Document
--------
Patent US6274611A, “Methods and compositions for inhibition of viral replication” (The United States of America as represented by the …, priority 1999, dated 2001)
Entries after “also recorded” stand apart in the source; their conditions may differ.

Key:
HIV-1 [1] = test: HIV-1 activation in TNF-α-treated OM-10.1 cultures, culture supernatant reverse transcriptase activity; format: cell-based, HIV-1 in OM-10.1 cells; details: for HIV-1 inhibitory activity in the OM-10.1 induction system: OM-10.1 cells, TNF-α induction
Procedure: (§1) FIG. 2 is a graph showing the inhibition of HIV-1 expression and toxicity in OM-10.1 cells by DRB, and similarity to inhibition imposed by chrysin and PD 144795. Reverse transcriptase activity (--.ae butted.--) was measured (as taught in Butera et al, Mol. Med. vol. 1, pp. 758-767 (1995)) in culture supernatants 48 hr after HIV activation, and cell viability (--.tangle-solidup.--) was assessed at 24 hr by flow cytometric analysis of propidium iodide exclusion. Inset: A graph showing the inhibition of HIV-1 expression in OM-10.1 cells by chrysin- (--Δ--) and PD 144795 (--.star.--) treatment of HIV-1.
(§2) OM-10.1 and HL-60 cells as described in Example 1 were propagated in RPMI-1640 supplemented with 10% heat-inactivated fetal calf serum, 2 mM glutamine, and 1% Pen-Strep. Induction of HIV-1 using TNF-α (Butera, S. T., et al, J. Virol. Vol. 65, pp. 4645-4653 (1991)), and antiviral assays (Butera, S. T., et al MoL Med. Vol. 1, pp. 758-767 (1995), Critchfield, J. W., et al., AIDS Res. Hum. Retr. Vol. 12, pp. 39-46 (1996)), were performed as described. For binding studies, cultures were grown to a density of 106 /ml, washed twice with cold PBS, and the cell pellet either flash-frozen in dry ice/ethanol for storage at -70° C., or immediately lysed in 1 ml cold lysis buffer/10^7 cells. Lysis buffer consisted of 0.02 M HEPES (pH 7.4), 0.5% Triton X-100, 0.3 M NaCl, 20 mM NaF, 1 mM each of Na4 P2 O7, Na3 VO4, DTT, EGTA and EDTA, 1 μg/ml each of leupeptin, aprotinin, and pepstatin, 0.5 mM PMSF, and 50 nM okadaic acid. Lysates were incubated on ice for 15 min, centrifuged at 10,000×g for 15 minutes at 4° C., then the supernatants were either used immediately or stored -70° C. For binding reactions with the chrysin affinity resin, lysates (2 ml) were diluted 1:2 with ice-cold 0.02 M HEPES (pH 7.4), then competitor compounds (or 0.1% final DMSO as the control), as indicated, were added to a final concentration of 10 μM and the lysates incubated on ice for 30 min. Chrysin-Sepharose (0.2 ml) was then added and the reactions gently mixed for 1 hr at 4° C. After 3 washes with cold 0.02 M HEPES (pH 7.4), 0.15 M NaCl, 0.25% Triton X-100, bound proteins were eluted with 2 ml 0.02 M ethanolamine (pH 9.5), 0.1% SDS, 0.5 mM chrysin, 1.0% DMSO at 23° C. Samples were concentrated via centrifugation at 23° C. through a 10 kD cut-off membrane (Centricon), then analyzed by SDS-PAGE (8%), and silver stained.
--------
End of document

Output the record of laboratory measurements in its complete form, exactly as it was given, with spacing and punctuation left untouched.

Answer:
Patent US6274611A, “Methods and compositions for inhibition of viral replication” (The United States of America as represented by the …, priority 1999, dated 2001)
Entries after “also recorded” stand apart in the source; their conditions may differ.

Key:
HIV-1 [1] = test: HIV-1 activation in TNF-α-treated OM-10.1 cultures, culture supernatant reverse transcriptase activity; format: cell-based, HIV-1 in OM-10.1 cells; details: for HIV-1 inhibitory activity in the OM-10.1 induction system: OM-10.1 cells, TNF-α induction
Procedure: (§1) FIG. 2 is a graph showing the inhibition of HIV-1 expression and toxicity in OM-10.1 cells by DRB, and similarity to inhibition imposed by chrysin and PD 144795. Reverse transcriptase activity (--.ae butted.--) was measured (as taught in Butera et al, Mol. Med. vol. 1, pp. 758-767 (1995)) in culture supernatants 48 hr after HIV activation, and cell viability (--.tangle-solidup.--) was assessed at 24 hr by flow cytometric analysis of propidium iodide exclusion. Inset: A graph showing the inhibition of HIV-1 expression in OM-10.1 cells by chrysin- (--Δ--) and PD 144795 (--.star.--) treatment of HIV-1.
(§2) OM-10.1 and HL-60 cells as described in Example 1 were propagated in RPMI-1640 supplemented with 10% heat-inactivated fetal calf serum, 2 mM glutamine, and 1% Pen-Strep. Induction of HIV-1 using TNF-α (Butera, S. T., et al, J. Virol. Vol. 65, pp. 4645-4653 (1991)), and antiviral assays (Butera, S. T., et al MoL Med. Vol. 1, pp. 758-767 (1995), Critchfield, J. W., et al., AIDS Res. Hum. Retr. Vol. 12, pp. 39-46 (1996)), were performed as described. For binding studies, cultures were grown to a density of 106 /ml, washed twice with cold PBS, and the cell pellet either flash-frozen in dry ice/ethanol for storage at -70° C., or immediately lysed in 1 ml cold lysis buffer/10^7 cells. Lysis buffer consisted of 0.02 M HEPES (pH 7.4), 0.5% Triton X-100, 0.3 M NaCl, 20 mM NaF, 1 mM each of Na4 P2 O7, Na3 VO4, DTT, EGTA and EDTA, 1 μg/ml each of leupeptin, aprotinin, and pepstatin, 0.5 mM PMSF, and 50 nM okadaic acid. Lysates were incubated on ice for 15 min, centrifuged at 10,000×g for 15 minutes at 4° C., then the supernatants were either used immediately or stored -70° C. For binding reactions with the chrysin affinity resin, lysates (2 ml) were diluted 1:2 with ice-cold 0.02 M HEPES (pH 7.4), then competitor compounds (or 0.1% final DMSO as the control), as indicated, were added to a final concentration of 10 μM and the lysates incubated on ice for 30 min. Chrysin-Sepharose (0.2 ml) was then added and the reactions gently mixed for 1 hr at 4° C. After 3 washes with cold 0.02 M HEPES (pH 7.4), 0.15 M NaCl, 0.25% Triton X-100, bound proteins were eluted with 2 ml 0.02 M ethanolamine (pH 9.5), 0.1% SDS, 0.5 mM chrysin, 1.0% DMSO at 23° C. Samples were concentrated via centrifugation at 23° C. through a 10 kD cut-off membrane (Centricon), then analyzed by SDS-PAGE (8%), and silver stained.